§ Mr. Michael Connarty (Falkirk, East) (Lab)
On a point of order, Mr. Speaker. May I apologise to you unreservedly for confusing the role of the hon. Member for Roxburgh and Berwickshire (Sir Archy Kirkwood)—who speaks on behalf of the House of Commons Commission—with your role as Chairman? My question to the Commission spokesman was not starred for inclusion on the Order Paper. Having spoken to the hon. Gentleman, I am sure he did not intend to mislead me, but assumed that I knew his role. He asked me to write to him, in his capacity as the Commission's representative. I have furnished you with the letter, Mr. Speaker, to which he replied on 28 April.
I hope you will accept my apology, Mr. Speaker, and that the promise of briefings for Members and their staff will be kept so that Members know what to do in times of crisis.
§ Mr. Speaker
The hon. Gentleman need not apologise. It is just that I have a good memory, and I always remember when I have written to him.
§ Mr. Oliver Heald (North-East Hertfordshire) (Con)
On a point of order, Mr. Speaker. Given that only 6,000 of the 1 million disabled people who want jobs have been helped in any way by the new deal, is it in order for the Leader of the House to pretend that the Conservatives want to wind down help for the disabled? In fact we want to increase it, rather than wasting money on people who would have had a job anyway.
§ Mr. Speaker
The hon. Gentleman has some privileges, but they do not include a second go at business questions.
§ Mr. Andrew Robathan (Blaby) (Con)
On a point of order, Mr. Speaker. In the last hour I have received an extremely unusual and very disturbing e-mail from Zimbabwe. It was sent by Sekai Holland, the former Secretary for International Relations to the Movement for Democratic Change, and statesThe unfolding story is that … zanu/pf thugs are being bussed into Harare … to then find their way to Parliament where they are saying that they want to kill MP Roy Bennet … and then they will bomb the MDC … headquarters … please pass this to parliamentarians all over the world now.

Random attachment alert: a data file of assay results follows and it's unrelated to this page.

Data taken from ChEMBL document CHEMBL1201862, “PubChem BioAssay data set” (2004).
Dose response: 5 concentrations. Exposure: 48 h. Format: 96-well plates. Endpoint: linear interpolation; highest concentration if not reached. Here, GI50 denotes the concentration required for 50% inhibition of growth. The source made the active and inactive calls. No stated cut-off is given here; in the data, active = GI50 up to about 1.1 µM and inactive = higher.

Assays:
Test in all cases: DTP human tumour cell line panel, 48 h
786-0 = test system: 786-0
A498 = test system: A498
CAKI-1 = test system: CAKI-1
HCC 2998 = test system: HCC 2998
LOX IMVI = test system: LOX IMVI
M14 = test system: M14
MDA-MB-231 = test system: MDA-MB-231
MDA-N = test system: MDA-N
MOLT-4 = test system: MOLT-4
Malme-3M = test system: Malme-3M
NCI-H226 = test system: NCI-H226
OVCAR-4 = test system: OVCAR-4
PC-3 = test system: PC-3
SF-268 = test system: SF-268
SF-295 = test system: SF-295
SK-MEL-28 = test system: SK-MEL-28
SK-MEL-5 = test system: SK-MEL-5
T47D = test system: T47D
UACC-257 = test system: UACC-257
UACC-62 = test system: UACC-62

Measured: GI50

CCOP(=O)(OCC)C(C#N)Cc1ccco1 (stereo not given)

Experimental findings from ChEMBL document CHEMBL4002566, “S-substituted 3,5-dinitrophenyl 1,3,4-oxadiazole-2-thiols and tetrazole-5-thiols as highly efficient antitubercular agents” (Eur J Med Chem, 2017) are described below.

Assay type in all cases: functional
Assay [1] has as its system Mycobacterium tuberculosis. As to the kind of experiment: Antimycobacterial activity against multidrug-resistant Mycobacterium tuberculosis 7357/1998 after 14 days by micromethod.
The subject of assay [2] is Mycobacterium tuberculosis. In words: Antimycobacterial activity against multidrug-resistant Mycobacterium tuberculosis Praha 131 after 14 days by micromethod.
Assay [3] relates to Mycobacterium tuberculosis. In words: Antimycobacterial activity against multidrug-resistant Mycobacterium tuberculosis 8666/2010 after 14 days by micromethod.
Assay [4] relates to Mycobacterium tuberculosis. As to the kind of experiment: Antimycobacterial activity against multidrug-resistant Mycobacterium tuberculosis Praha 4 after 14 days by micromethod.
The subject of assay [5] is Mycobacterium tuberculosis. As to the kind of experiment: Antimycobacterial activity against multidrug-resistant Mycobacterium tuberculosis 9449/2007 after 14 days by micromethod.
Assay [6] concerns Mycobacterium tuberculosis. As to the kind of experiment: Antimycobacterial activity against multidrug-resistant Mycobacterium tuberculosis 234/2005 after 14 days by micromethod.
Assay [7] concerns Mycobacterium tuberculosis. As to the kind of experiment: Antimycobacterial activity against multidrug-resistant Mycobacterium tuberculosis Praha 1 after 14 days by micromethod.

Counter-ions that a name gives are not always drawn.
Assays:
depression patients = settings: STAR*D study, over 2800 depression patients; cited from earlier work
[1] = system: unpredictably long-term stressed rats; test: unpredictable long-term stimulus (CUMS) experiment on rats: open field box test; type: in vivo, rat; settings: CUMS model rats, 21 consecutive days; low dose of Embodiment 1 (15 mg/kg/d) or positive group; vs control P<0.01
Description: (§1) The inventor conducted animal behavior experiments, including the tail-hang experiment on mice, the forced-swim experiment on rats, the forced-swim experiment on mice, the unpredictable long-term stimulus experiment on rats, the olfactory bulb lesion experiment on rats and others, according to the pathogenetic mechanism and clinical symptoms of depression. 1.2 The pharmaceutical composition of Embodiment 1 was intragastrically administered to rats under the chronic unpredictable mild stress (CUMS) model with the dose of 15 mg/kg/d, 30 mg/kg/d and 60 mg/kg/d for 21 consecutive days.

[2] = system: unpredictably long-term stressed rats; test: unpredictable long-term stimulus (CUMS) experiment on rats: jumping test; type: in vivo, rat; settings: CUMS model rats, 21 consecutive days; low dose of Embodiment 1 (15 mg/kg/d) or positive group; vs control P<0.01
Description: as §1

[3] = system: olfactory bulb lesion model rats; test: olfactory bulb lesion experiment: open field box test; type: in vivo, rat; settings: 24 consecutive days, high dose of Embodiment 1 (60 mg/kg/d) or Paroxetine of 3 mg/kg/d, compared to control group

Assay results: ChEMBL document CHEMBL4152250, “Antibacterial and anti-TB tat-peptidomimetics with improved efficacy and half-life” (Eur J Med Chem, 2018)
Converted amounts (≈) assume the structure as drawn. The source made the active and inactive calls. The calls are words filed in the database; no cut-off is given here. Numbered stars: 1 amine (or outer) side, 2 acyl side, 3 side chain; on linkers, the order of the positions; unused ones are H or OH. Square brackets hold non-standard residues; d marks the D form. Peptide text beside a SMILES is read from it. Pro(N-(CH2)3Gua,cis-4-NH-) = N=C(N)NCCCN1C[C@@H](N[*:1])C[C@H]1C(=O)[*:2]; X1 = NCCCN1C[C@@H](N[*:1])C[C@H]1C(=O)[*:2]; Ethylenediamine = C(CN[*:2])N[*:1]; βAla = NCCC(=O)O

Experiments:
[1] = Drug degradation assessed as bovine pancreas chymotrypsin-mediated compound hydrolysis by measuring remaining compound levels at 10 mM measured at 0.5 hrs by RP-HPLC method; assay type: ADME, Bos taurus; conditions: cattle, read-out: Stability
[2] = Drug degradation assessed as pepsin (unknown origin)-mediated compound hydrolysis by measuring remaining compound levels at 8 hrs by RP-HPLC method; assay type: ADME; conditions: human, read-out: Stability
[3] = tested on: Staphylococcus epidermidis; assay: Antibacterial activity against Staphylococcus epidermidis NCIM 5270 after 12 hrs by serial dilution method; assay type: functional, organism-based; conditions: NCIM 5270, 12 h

Is there anything that this Parliament can do to support the remnants of parliamentary democracy that are left in Zimbabwe, or is there any way of sending a message to the Government—who have acted well over this—perhaps via the Leader of the House?
§ Mr. Speaker
As the hon. Gentleman will know, that is not a matter for me, but many Back Benchers on both sides of the House are doing what they can to raise the case of Zimbabwe.
§ Mr. Alex Salmond (Banff and Buchan) (SNP)
On a point of order, Mr. Speaker. I have here a printout from the website of the Conservative party, which has launched an attack on me for withdrawing the Fisheries 1116 Jurisdiction Bill. That comes as something of a surprise to me. In fact, this excellent Bill is due to be debated further on Friday 16 July instead of tomorrow, which I think would have been inauspicious in terms of its chances of further progress.
Another curious aspect is the fact that the hon. Member for Galloway and Upper Nithsdale (Mr. Duncan), who is named on the website, did not manage to sign early-day motion 937, in which 42 Members on both sides of the House demand parliamentary time for my excellent Bill.
Is there anything you can do, Mr. Speaker, to protect the House from misleading websites that report our proceedings—or, for that matter, from the blundering incompetence of novice Conservative Members who do not read the parliamentary monitor?
§ Mr. Speaker
The hon. Gentleman has broad shoulders, and I am quite sure that he can take criticism. From time to time, he has had criticism from me, but that was at another time and on another day.